I’ve already gushed extensively about this film here, where I think I state somewhere that this is the most beautiful film I have ever seen. That is probably true, and I must admit I was sorely disappointed when I finally read the semi-autobiographical novella on which the film is based. The film is a much more comprehensive and coherent story than the novella, which sparsely records the early life of Norman and Paul to put their final fishing expedition, the heart of the novella, into perspective. There have been questions about how much artistic license was taken with the film and in particular the character of Paul, but I feel the film provides a fuller, deeper understanding of the characters. And without feeling something for those characters, there is no story. I often found myself referencing the film while reading the book, which, though full of the beautiful language used in the film’s narration, was too sparse on characterization and plot to hold my attention for too long. The book is also full of intricate descriptions of fly fishing, which would have completely lost me if I had not seen the film and been able to visualize whatever-the-heck-this-guy-was-talking-about.

Tears streamed down my face when I first watched A River Runs Through It; I was apathetic when I returned A River Runs Through It And Other Stories to the library.  

5. Little Women (Louisa May Alcott, 1868; Gillian Armstrong, 1994) 

“Why must we marry at all? Why can’t things just stay as they are?”

Just as Keira Knightley is Elizabeth Bennet, Winona Ryder is Jo March. She’s absolutely perfect in the role as one of my favorite characters of all literature. When thinking about which film adaptations were my favorite, I thought about ones that made the characters come to life, that overcame subtle plot differences (example: Laurie proposes to Jo after she returns from New York in the book, Jo goes to New York following her rejection of Laurie’s proposal in the film) to make the story seamless and believable, that made me see a book I’d read and loved multiple times differently. Little Women is all of those things. The cast is flawless. The sets, costumes, and soundtrack are perfect complements to the seemingly effortless acting. The film draws you into the world of these four sisters, each hovering between girlhood and womanhood, and by the film’s conclusion not only do you believe that those four actresses really are sisters but you almost feel like they are your sisters, too.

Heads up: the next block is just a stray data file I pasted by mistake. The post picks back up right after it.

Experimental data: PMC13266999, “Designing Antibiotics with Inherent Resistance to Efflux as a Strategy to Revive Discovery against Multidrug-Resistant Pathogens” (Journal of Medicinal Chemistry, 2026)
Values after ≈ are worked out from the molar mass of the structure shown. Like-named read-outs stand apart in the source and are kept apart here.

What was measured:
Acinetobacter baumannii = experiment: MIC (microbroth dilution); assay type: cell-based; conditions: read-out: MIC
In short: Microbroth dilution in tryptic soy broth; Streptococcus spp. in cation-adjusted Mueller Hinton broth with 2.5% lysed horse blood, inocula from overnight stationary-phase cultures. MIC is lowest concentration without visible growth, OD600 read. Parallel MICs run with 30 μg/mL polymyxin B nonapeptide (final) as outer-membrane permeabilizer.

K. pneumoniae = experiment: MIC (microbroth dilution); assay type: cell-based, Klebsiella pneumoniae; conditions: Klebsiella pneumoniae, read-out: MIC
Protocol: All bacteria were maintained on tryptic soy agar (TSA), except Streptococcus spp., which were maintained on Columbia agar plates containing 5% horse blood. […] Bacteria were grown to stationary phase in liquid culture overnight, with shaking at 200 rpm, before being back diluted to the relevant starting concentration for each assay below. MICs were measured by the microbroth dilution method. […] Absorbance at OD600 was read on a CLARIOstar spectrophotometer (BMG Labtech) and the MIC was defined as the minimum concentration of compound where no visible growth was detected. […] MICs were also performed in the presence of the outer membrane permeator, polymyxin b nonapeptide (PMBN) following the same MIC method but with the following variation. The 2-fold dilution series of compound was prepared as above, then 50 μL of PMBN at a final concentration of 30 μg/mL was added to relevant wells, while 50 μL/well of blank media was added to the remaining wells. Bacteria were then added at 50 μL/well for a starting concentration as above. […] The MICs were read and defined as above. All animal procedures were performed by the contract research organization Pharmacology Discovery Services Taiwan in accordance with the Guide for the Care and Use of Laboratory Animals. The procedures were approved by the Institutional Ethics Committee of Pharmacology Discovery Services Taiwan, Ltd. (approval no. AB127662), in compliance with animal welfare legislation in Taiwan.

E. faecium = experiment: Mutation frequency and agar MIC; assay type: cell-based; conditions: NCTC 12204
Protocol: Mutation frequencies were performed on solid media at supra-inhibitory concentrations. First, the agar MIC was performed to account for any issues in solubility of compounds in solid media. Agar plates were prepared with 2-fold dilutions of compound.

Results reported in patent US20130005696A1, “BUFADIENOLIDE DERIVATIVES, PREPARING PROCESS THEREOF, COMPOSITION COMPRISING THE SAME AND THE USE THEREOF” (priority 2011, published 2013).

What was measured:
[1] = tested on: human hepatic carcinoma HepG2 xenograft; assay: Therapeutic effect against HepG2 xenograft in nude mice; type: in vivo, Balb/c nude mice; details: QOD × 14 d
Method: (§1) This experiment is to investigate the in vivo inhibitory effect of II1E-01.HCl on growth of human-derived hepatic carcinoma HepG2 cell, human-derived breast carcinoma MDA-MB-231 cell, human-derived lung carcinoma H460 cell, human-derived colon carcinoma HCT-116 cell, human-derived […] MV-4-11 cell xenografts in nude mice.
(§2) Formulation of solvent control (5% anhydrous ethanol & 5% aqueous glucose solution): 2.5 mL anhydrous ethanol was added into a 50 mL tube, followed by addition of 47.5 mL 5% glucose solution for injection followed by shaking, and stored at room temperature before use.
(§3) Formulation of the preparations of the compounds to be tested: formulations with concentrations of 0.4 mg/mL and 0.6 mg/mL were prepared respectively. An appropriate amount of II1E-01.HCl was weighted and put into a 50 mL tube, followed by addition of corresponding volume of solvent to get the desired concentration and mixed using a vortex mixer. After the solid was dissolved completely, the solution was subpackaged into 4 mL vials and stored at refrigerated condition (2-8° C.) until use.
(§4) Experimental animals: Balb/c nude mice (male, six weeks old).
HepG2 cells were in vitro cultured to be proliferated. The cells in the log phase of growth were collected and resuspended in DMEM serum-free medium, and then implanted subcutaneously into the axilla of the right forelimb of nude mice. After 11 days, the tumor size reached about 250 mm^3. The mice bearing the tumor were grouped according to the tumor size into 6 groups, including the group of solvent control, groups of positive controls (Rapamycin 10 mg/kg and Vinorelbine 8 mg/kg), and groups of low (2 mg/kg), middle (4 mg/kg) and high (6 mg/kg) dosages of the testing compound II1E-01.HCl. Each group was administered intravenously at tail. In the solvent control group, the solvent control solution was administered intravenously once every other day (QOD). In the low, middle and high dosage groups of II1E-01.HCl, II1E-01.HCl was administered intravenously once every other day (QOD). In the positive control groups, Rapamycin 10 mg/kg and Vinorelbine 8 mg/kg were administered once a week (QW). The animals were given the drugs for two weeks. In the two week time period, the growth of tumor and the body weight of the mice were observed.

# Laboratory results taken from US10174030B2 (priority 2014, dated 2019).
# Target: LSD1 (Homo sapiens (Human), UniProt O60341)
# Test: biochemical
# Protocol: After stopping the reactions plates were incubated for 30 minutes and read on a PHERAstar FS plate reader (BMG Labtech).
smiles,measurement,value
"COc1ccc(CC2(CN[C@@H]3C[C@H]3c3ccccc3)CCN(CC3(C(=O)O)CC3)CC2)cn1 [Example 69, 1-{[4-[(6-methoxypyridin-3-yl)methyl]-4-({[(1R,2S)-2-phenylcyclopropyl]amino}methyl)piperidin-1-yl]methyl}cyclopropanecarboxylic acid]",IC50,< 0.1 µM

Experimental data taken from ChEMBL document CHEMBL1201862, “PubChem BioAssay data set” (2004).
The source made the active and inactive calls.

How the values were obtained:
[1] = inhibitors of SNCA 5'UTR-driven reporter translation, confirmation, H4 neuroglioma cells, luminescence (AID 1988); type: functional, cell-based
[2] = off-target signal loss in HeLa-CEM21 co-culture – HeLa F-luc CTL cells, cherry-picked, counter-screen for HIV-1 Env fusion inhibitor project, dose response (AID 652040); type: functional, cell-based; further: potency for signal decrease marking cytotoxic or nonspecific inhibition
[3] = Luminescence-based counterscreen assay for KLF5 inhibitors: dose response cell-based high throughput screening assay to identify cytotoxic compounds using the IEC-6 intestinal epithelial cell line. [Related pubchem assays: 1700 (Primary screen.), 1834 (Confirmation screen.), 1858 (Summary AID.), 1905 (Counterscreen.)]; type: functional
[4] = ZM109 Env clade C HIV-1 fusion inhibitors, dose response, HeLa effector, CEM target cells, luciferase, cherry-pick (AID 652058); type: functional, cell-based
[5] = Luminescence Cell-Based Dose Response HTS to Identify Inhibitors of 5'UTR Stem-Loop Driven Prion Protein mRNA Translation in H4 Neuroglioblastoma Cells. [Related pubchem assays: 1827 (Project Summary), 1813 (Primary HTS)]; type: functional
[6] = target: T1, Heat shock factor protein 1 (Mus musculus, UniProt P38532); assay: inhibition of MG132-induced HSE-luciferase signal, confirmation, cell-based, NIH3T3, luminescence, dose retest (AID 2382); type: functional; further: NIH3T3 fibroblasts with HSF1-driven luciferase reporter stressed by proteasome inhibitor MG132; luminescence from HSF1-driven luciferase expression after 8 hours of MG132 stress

I love to watch this film at Christmas. Preferably with at least one of my sisters.

(I’d love to see George Cukor’s 1933 film, starring Katharine Hepburn as Jo with Joan Bennett as Amy, but I’m too afraid it just wouldn’t stand a chance. Someday!)

4. The Godfather (Mario Puzo, 1969; Francis Ford Coppola, 1972)

“Then with a profound and deeply willed desire to believe, to be heard, as she had done every day since the murder of Carlo Rizzi, she said the necessary prayers for the soul of Michael Corleone.” 

I can’t believe that I lived twenty-two years without seeing The Godfather. What was I doing with my life? What was my purpose? It’s scary to think about. I have absolutely no criticisms of the film, so how is it even possible that I could prefer the book, even just a little bit? It’s not. I love the book. It devotes a great deal more to the characterization of Johnny Fontane, it details Vito’s background which would form the basis for The Godfather II, and Michael executes his revenge on the two dirtbags who betrayed him in Italy, killing his one true love. I love reading Michael’s slow transformation from golden boy to Don Corleone, but I love seeing the change via Al Pacino even more. While the film mostly follows the novel, the greatest difference is the ending. In the book, Kay reaches a state of acceptance about Michael’s position as head of the family business; she prays for his soul. The film’s ending is much more chilling: Kay watches as Michael’s capos kiss his hand and address him as Don Corleone.

Um…I think the next nine hours of my life are booked. Time to watch all three Godfather films. Again.

3. Gone With the Wind (Margaret Mitchell, 1936; Victor Fleming, 1939)

“Sir, you are no gentleman.”